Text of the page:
It's worse, because the (Promise) LH Problem "finds" the state only by receiving it from Merlin. It would not be accurate to say that it constructs a ground state, for reasons below. More accurately, the protocol only verifies whether the state received from Merlin has sufficiently small energy, but it does not verify that the given state is the ground state. Arthur is given numbers $$a with $$|b-a|>\frac{1}{poly(n)}$$ and he is promised that the Hamiltonian has no eigenstates with energy $$e$$ in $$a\leq e\leq b$$. However, there may be an exponential number of states below a given energy $$a$$, and an exponential number of states with energies larger than $$b$$. In the context of QMA, the promise is only that $$|b-a|>\frac{1}{poly(n)}$$, but the promise does not specify how many states have lower or higher energy.

At the time of writing, it is unclear whether Hamiltonian ground states (or even any low-energy state) can be constructed using polynomial-size quantum circuits. If so, then the complexity class equality $$QCMA=QMA$$ follows (the classical certificate of a QMA problem that Merlin will send is a description of a quantum circuit that produces a ground state from $$|0>$$). This question, of the "descriptive complexity" of ground states, is investigated in [1,5,6].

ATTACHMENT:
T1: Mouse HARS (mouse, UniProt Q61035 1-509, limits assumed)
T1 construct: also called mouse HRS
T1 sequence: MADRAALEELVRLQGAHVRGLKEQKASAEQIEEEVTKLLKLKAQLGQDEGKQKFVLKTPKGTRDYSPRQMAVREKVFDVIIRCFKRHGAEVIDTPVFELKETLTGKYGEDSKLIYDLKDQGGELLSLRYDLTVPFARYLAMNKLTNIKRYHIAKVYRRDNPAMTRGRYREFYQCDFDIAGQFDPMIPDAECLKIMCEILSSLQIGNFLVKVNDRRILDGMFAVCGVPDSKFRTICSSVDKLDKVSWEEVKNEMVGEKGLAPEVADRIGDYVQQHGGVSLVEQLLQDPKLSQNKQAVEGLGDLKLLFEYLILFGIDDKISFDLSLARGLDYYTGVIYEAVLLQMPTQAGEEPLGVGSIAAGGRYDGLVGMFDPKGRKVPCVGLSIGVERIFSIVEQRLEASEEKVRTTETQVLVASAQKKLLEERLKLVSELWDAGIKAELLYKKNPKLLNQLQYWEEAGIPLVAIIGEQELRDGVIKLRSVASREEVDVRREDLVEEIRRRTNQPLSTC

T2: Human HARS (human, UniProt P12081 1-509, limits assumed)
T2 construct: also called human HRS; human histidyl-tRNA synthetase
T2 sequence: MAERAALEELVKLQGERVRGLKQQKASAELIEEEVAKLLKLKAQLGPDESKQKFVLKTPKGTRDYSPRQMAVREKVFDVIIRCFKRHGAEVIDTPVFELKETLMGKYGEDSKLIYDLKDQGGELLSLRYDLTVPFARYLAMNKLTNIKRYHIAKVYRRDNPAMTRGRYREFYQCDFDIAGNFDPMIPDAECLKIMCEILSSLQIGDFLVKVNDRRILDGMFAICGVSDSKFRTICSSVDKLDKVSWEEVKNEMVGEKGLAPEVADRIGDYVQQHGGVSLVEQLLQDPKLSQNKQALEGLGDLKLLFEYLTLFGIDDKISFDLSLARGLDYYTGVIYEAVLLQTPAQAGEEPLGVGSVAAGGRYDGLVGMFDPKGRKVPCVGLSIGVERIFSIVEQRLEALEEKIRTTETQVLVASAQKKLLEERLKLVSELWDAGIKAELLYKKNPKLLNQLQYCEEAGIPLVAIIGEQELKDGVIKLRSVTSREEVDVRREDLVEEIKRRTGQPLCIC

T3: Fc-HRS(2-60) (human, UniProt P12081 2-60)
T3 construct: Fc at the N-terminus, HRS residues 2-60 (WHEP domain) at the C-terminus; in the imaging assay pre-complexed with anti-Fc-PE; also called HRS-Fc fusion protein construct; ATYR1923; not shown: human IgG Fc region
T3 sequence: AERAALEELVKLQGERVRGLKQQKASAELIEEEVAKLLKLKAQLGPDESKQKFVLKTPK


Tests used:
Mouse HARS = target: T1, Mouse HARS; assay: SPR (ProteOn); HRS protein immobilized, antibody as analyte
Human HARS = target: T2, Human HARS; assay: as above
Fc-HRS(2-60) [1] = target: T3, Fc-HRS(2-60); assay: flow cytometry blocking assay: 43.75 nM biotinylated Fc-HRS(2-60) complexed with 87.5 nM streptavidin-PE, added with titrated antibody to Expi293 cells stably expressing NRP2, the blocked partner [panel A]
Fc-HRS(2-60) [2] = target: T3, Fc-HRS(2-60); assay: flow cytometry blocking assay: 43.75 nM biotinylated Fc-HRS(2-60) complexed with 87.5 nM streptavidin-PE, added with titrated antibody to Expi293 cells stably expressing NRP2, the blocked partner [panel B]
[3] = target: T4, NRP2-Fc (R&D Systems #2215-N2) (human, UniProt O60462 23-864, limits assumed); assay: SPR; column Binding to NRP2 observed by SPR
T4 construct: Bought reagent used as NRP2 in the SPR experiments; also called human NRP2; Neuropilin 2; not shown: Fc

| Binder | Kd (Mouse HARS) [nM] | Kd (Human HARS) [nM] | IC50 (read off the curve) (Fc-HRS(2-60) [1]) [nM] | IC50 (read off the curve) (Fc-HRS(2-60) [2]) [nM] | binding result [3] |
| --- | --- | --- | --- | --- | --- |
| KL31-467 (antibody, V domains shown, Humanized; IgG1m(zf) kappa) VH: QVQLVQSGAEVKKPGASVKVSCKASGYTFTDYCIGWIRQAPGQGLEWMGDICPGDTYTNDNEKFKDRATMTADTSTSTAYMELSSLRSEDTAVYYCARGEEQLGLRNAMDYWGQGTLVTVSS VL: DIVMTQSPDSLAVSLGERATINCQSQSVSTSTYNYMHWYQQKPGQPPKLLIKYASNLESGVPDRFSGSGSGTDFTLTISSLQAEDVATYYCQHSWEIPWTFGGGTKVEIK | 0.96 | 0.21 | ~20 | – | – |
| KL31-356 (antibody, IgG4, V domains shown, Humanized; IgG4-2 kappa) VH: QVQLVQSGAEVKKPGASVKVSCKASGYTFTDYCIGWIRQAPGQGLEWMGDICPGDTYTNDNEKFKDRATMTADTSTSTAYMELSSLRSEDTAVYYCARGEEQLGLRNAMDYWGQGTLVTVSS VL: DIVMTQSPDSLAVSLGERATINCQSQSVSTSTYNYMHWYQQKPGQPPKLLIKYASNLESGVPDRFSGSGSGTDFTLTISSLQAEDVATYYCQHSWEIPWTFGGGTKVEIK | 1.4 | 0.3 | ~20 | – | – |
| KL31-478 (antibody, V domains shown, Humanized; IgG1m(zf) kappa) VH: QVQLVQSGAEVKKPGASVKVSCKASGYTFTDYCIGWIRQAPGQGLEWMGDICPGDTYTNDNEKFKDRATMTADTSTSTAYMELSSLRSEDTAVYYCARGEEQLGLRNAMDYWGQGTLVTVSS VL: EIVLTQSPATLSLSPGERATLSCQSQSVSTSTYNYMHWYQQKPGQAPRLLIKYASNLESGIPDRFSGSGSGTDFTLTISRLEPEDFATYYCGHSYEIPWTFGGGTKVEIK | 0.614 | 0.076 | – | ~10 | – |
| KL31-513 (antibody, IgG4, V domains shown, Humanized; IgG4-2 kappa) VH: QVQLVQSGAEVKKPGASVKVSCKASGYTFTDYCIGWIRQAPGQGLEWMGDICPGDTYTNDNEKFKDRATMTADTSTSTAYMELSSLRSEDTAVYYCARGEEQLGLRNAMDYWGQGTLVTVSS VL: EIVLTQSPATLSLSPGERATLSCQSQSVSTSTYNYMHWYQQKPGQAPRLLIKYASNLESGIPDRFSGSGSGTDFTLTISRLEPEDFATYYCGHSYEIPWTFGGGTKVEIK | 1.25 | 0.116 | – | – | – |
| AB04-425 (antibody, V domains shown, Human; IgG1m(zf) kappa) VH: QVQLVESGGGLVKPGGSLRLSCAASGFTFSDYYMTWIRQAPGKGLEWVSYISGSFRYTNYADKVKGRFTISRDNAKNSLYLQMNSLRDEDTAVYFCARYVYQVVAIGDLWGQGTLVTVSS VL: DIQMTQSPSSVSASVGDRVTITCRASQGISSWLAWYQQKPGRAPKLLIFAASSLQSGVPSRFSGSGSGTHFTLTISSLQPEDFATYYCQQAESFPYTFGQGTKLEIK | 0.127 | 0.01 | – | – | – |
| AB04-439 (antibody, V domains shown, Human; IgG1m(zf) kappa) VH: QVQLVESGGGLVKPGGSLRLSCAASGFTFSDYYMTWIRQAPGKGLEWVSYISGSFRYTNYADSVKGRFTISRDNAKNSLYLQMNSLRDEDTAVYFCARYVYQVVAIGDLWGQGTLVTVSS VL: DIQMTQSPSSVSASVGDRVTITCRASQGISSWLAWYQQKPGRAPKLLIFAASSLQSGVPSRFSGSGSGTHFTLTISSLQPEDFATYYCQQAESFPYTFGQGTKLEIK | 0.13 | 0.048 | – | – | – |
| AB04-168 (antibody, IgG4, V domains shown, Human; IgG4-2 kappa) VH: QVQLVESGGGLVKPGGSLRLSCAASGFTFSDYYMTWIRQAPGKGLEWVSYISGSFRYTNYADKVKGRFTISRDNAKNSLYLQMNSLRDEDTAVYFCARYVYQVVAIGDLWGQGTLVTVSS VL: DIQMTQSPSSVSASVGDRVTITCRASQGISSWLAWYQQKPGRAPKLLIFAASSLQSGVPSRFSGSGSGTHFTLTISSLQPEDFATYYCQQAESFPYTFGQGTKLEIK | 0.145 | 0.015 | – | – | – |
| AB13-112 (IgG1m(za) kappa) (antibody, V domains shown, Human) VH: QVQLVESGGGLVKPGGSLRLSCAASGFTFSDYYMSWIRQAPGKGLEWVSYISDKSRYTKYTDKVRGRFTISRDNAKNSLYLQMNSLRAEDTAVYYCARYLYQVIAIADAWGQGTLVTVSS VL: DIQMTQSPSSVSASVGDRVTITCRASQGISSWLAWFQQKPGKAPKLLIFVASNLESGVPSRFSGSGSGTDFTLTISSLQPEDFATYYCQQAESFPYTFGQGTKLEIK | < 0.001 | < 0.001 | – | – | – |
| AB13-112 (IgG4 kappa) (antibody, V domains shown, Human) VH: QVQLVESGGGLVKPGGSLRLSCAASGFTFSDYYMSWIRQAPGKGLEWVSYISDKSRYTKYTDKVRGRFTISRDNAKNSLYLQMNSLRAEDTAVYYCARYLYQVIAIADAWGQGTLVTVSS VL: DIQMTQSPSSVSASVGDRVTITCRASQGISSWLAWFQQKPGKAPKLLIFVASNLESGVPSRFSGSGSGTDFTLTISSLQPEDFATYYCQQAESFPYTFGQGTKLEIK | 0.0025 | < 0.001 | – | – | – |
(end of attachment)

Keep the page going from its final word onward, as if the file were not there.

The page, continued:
The question of isolating a single ground state from a Hamiltonian which may have a large number of low-energy states was first considered in [2]. In this context, the challenge is, given a Local Hamiltonian, to produce a new Hamiltonian which has only one low-energy state if the old Hamiltonian had any low-energy states, and otherwise has only high-energy states. The authors of [2] succeed when the witness is classical, but the general case of QMA is unresolved. In [3], the authors succeed when it is promised that the given Hamiltonian has only a small number of low-energy states (i.e. energy below $$a$$)

Perhaps the most difficult open question is to improve the promised spectral gap from inverse polynomial to just a constant. The best promise gap right now, afaik, is still due to Vyalyi's original proof that the Local Hamiltonian is QMA-Complete [4], and delivers a spectral gap of $$\Omega(\frac{1}{n^2})$$. Improving this gap is known as the Quantum PCP Conjecture [5]. The authors of [6] argue that understanding how difficult it is to construct a quantum state may have implications for the Quantum PCP Conjecture.

[1] Aaronson, Scott, and Andrew Drucker. "A full characterization of quantum advice." SIAM Journal on Computing 43.3 (2014): 1131-1183.

[2] Aharonov, Dorit, et al. "The pursuit for uniqueness: Extending Valiant-Vazirani theorem to the probabilistic and quantum settings." arXiv preprint arXiv:0810.4840 (2008).

[3] Jain, Rahul, et al. "On the power of a unique quantum witness." arXiv preprint arXiv:0906.4425 (2009).

[4] Kitaev, Alexei Yu, et al. Classical and quantum computation. No. 47. American Mathematical Soc., 2002.

[5] Aharonov, Dorit, Itai Arad, and Thomas Vidick. "Guest column: the quantum PCP conjecture." Acm sigact news 44.2 (2013): 47-79.

[6] Grilo, Alex Bredariol, Iordanis Kerenidis, and Jamie Sikora. "QMA with subset state witnesses." International Symposium on Mathematical Foundations of Computer Science. Springer, Berlin, Heidelberg, 2015.